Electronic – How to design an RC snubber for a solenoid relay driving an inductive load


I read up that switches driving inductive loads need to be snubbed and an RC pair seems to be the best (cheapest?) option. I have a large-ish AC induction motor (for a refrigerant compressor) that is being switched by a solenoid relay (about once every 30 minutes). Motor specs are like this:

Power:1500W (Input power. As read out on a watt meter.)
Max. Current: 10A
Rated Voltage: 230VAC/50Hz.

I came across a solution like this:
enter image description here

  1. How do I select a suitable snubber? A very common combo seems to be 0.1uF – 120Ohm. But I couldn't justify it.
  2. Should it be in parallel to the switch or the load?

Best Answer

The values used will often be OK.
A larger than usual motor inductance may cause problems.

The snubber's job is to protect the switch contacts from inductive turnoff transients from the motor. Stopping the transient at source (across the motor) or at destination (across the contacts) both work. Arguably, having it at the switch is better as it deals with the energy that will do damage, as opposed to energy that may do damage, so it is more focused and it also then deals with other spikes that may happen along.

If you look at your circuit you'll note that in both cases the snubber connects from the motor-switch connection point to one leg of the mains. If the mains impedance is low at the spike frequency (-ies) then both are about equivalent.

The circuit current continues instantaneously at switch off. If it all flows through the snubber then it will pass through the 120 ohm resistor, so the voltage spike will initially will be \$V=IR = 10\mathrm{A} \times 120\mathrm{\Omega} = 1200\mathrm{V}\$. While that is a lot it is usually within the switch break capability (or else), and there are usually other impedances present which will also help to damp it.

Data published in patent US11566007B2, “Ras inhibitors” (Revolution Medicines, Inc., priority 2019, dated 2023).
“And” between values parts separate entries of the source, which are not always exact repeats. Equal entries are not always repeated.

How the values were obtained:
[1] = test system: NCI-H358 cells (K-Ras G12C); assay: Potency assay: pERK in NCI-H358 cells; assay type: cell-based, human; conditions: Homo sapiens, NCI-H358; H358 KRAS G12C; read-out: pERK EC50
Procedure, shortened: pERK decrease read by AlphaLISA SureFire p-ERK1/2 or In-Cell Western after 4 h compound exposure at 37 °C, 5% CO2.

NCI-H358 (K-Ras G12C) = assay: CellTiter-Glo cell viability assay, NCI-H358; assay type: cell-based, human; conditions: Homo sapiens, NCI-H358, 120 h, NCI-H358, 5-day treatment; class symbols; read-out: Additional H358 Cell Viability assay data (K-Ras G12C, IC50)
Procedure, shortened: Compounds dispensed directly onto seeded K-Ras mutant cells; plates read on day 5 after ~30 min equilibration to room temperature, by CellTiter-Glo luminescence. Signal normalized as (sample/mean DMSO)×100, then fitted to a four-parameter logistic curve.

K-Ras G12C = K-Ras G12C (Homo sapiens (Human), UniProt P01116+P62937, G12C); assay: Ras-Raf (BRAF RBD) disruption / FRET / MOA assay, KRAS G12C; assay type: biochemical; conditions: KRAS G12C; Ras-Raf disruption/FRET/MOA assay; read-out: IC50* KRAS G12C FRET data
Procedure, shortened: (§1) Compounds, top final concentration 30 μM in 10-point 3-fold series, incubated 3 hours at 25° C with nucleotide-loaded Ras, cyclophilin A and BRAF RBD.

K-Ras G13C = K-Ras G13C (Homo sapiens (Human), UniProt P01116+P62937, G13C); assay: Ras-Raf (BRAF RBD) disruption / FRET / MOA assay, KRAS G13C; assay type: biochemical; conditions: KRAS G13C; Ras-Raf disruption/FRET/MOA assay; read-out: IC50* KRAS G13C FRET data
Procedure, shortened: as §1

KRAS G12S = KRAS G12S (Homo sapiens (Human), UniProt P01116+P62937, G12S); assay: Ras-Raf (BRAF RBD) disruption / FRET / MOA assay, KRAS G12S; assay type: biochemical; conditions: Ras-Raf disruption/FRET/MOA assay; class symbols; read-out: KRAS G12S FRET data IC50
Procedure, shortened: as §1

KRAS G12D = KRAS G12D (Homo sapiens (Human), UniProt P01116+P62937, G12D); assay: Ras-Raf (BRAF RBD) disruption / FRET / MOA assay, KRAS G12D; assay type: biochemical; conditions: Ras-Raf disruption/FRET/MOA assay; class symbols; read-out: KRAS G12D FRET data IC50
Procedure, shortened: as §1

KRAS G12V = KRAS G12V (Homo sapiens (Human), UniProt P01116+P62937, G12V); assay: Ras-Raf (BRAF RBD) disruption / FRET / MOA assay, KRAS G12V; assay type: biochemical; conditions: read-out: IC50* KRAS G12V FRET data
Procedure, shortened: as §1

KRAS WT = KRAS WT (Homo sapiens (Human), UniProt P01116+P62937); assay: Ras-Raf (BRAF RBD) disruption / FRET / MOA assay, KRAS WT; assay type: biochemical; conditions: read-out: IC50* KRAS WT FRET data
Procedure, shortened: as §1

The snubbing current will flow only until the capacitor charges to the driving voltage. If the motor inductance is large the capacitor may charge to a higher or much higher voltage.

The capacitor needs to be large enough to not be charged to the point where current decays through charging of the cap before the resistor dissipates the energy. To be sure that the component values present will do the job, you need to know motor inductance.

Energy in inductor is \$E=\frac{1}{2}LI^2\$

Capacitor will "ring" with an energy of \$E=\frac{1}{2}CV^2\$

The resistor needs to dissipate this energy.

Energy = \begin{align}\frac{1}{2}Li^2 &= \frac{1}{2}CV^2 \\ \\ \Rightarrow V &= \sqrt{\frac{Li^2}{C}} \end{align}

Then there is some \$L/R\$ time constant as well and ...

You can start to calculate this (if you know L) or simulate it, but in most cases the values shown are OK for typical equipment.

Place a scope across the contacts. What peak V do you see (use a suitable probe!). Do the contacts spark? They shouldn't.

Note that increasing C improves snubbing action but also increases losses from the mains in normal operation. Note also that a capacitor across a mains switch may be frowned at in some contexts.


Dario said: One problem with placing the RS across the switch is that now you have some current in the circuit in the switched off mode. ...

User_long_gone responded: I'm absolutely certain that the 4-5 MILLIAMPS of current flowing through a 0.1 microfarad capacitor at 60 Hz will present no problem to a motor circuit. Wasteful of energy? It's less than 1/2 watt.

It's worth noting that

  1. The snubber across the motor may not bother the motor itself but may well severely bother anyone silly enough to think that the switch being off means that the circuit is "safe" or "dead". If the switch is in the phase/live lead the motor side of the switch may be near ground due to relative impedances. But there is no certainty that this will always be the way the connection is made - even if regulations say that it should be.

2 "Even" 1/2 a Watt of pointlessly wasted energy in an appliance is frowned on in modern scenarios.